EXEMPLARY CONFEDERATE ARTILLERY UNIFORM OF CAPT. JOHNSTON DE LAGNEL, PACS & ACTING MAJOR OF 20TH BATTALION VIRGINIA HEAVY ARTILLERY TO OUR KNOWLEDGE THE FINEST OF ITS TYPE IN EXISTENCE.
You will not find a finer regulation Confederate Captain’s frock coat and matching trousers, both with Captain De Lagnel’s name nicely inked. Most amazing is that the original receipt for the uniform from the premier wartime Charleston tailor Charles. D Carr was found in the pants pocket. Carr is known for high quality imported fabric and best quality imported Confederate buttons which he constantly advertised during war. De Lagnel paid $230 January 20th 1864 for coat & pants detailed on receipt. Apparently, he kept the receipt as on the verso, he lists ordnance for his command: “50 10in mortar shells, box 100 fuses, 100 pounds gunpowder, etc.”. Johnston would die within 3 months of his last uniform being made April 7, 1864. Other de Lagnel Confederate artifacts were donated by his family to the Museum of the Confederacy including his brother Julius’ sword. Johnston’s uniform was donated to the Valentine Museum in Richmond in 1945 along with other uniforms of de Lagnel’s father. While on display 16 of the rare blockade run English Confederate staff buttons were stolen, only 6 buttons are original to coat. We were able to find original period replacements to replace the missing Civil War ones, which now have been professionally reattached. The buttons have all been restored with identical manufacturer and type (Albert #36). It was not easy finding 16 perfect HT&B Confederate staff officer buttons, but Robert French, specialist rare button dealer and Poulin specialist gleaned the country and eventually found them all; dealers are asking as much as $1000 each for them. It was worth the effort as the final product is really breathtaking as you can see in photos. There are very few identified Confederate coats & matching trousers in high condition extant including museum & institutional collections. But this is believed to be the finest known, it is virtually breathtaking.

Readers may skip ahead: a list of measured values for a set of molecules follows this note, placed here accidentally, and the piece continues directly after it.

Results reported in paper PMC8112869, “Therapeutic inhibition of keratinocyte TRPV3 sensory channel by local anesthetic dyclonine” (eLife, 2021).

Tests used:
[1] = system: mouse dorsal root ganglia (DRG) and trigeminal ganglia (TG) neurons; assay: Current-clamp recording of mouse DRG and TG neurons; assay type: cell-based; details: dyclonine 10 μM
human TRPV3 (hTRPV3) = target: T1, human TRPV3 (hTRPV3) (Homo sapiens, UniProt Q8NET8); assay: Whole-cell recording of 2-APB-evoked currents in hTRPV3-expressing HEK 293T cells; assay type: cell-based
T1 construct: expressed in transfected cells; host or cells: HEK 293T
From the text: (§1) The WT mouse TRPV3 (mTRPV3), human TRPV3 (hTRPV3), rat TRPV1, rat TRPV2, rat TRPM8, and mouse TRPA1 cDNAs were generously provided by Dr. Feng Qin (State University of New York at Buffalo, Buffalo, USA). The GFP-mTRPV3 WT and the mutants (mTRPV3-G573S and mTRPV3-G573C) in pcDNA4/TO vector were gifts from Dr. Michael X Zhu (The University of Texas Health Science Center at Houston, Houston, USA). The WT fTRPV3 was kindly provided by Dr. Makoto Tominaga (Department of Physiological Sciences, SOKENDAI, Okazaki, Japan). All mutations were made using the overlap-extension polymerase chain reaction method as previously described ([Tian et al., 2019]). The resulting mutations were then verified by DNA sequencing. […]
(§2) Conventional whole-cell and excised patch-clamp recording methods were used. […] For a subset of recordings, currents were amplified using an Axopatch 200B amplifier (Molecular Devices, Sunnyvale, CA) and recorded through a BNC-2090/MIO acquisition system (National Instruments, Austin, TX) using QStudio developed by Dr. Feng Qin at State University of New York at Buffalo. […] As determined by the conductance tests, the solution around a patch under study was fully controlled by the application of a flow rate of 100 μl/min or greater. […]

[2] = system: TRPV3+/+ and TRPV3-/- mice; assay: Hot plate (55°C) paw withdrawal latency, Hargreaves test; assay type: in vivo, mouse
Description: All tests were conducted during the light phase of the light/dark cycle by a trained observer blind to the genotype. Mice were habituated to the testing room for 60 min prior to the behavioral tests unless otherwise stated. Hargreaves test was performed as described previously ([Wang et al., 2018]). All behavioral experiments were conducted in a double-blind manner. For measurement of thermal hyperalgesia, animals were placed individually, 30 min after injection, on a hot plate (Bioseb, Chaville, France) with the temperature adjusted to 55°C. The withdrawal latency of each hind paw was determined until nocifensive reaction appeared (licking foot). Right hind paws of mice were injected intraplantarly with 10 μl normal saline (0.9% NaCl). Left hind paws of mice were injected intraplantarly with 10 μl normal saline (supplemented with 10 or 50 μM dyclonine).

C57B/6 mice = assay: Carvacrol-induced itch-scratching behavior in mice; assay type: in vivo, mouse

Johnston de Lagnel (1831-1864) was commissioned in his older brother’s unit 20th Battalion Virginia Heavy Artillery also known as “de Lagnel Artillery” July 1862. Major Julius de Lagnel II commanded the 20th VA HA protecting the approaches to Richmond with batteries along the James River. When Julius was promoted to Colonel, he left the 20th VA Heavy Artillery command to his brother Johnston, a captain but acting major. Johnston was acting major for several months, and when his promotion to major was disapproved, he was transferred to the Charleston defenses under General Beauregard, October 23, 1863. Johnston was in command of Fort Johnson on James Island till his death April 7th 1864; according to his National Archives compiled service record he was on duty signing reports a week before he died in the field at Fort Johnson. His body was sent by steamer back home to Virginia where he is interred along with his father, West Point Graduate Julius A. de Lagnel (1798-1840) and long career in US Artillery & Ordnance. Both his sons followed in his footsteps both being Confederate Artillery & Ordnance officers. Captain Johnson was a member of the Provisional Army of Confederate States or PACS. He was not a member of the standard state troop which consisted of the majority of the Confederate Army. The Confederate government actually paid for his expensive uniform.